His young daughters would sometimes go to the races, but they never watched their dad in action. Kazie thought – understandably – that karts were too loud and dangerous, shielding her daughters.

“When we went to a race, we remember playing with our dolls and toys in the back of our station wagon, or playing with kids of the other kart drivers,” recalled Marion Nishimura. “Most of the time when our dad raced, we would spend Friday night and Saturday with our grandparents, which were treasured moments of good food and happy times. We were young at the time, so we don’t remember much about his racing.”

Yamane did most of his work on the kart at his dad’s home in North Hollywood. Although Marion and Joanne had no interest in driving the kart, over the years, he changed the frame to make it smaller so some of the male cousins could tool around in it. Yamane’s kart was initially stored at his father’s house and later moved, along with Yamane, to Yorba Linda.

Yamane’s karting career ended as the result of a serious accident, which eventually caused him to retire from the sport.

The kart remained in storage in Yorba Linda for decades, its winning days long passed, until last February.

Noted car collector Bruce Meyer, a co-founder of the Peterson Museum, purchased Yamane’s kart for his private collection of hotrods and other priceless automobiles. The kart was rebuilt and refurbished to its original condition by Tom Smith, and was transported to Meyer’s private collection in February 2020.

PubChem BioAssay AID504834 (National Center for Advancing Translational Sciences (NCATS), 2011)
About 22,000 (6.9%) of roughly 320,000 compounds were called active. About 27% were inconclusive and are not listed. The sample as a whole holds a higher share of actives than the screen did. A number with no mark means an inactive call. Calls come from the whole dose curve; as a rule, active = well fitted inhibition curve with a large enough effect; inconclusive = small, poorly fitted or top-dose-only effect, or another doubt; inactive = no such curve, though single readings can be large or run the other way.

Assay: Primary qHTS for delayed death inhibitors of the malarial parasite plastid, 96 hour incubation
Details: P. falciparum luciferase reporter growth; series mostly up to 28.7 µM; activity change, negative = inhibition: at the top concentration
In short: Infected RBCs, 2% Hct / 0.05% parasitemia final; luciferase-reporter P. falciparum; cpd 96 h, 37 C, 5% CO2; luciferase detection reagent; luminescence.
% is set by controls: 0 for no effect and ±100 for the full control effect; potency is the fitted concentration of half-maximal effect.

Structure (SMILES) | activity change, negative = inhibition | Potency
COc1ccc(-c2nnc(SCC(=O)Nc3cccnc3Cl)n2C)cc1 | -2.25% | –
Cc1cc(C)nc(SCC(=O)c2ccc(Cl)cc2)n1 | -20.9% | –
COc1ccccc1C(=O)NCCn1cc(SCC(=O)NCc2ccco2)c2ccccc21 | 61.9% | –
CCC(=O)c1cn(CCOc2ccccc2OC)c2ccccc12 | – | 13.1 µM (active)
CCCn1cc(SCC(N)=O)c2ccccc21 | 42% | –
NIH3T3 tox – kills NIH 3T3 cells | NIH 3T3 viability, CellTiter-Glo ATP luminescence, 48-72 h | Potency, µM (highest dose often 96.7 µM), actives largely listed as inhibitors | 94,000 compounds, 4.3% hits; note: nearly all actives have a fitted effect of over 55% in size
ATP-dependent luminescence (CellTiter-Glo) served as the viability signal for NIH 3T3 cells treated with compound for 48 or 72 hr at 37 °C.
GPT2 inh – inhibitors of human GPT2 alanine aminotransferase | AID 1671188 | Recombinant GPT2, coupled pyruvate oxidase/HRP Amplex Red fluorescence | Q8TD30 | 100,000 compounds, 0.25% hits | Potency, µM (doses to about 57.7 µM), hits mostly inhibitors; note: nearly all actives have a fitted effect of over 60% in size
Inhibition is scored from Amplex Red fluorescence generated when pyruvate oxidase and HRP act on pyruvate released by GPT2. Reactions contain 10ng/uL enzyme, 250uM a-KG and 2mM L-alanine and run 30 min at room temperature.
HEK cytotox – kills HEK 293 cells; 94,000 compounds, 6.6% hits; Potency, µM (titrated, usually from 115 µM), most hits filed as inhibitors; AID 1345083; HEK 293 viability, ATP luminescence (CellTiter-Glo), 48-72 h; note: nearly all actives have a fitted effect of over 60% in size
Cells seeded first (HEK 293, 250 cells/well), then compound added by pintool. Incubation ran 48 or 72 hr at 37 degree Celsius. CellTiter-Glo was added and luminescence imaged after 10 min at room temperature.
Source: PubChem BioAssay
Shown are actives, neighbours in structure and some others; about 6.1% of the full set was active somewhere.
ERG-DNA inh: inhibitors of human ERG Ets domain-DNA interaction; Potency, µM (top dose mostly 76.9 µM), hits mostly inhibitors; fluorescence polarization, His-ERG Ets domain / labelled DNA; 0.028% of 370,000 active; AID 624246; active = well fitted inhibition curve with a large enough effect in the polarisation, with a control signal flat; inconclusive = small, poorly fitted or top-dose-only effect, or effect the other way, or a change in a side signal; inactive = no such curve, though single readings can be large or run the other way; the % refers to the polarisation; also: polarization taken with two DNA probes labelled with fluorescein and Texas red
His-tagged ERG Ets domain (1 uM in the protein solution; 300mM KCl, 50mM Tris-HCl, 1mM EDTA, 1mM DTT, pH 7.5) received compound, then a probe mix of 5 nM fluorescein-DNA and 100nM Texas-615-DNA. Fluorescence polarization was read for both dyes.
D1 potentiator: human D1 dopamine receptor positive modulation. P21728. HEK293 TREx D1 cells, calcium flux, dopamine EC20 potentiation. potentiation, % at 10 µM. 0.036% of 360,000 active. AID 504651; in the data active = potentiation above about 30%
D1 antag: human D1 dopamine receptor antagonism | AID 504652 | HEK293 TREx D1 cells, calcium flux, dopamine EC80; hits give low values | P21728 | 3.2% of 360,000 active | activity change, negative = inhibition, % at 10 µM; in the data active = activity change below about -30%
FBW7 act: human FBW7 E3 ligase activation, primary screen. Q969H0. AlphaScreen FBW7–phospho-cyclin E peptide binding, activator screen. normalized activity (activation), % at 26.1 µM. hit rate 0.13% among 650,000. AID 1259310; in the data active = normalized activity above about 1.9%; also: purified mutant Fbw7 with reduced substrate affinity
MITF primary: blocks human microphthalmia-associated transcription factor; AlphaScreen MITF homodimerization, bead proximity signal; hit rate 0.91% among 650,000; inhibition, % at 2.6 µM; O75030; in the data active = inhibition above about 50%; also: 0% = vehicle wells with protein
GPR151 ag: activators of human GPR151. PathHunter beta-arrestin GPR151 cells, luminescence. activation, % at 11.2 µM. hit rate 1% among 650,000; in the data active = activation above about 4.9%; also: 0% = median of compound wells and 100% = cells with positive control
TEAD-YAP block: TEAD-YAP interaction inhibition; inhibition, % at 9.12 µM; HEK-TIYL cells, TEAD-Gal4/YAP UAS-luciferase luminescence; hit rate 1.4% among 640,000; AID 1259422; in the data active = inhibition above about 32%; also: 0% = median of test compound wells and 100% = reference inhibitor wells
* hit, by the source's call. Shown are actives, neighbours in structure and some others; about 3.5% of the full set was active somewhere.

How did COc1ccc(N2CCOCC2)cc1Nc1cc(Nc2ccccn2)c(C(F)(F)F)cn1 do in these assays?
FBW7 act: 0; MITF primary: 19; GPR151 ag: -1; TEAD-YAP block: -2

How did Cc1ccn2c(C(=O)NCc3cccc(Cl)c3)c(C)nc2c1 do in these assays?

Located in Beverly Hills, Meyer’s impressive collection includes the 1962 Shelby Cobra, a 1935 Bugatti Type 57 and the Ferrari 250 GT coupe that came in first in its class at the 1961 24 Hours of Le Mans.

The display of Yamane’s kart includes trophies and photos highlighting his accomplishments in racing as the first national and first world’s go-karting champion.

Yamane’s remarkable yellow kart has now found a place among these legendary vehicles of racing. In an amazing-but-true story that Yamane tells, this almost never came to be. In 1959, his kart nearly never came home from the Bahamas.

A wealthy Englishman tried to steal Yamane’s kart. After his victory, Yamane and his team stored the kart in a small shed as they waited to travel back home to Southern California. Local police were called to investigate after Yamane and his crew found that it was missing.

“Next day I went to get the kart and it was gone. We went to the police and they found that it was on his yacht. A rich guy tried to steal it … but I got the kart back.”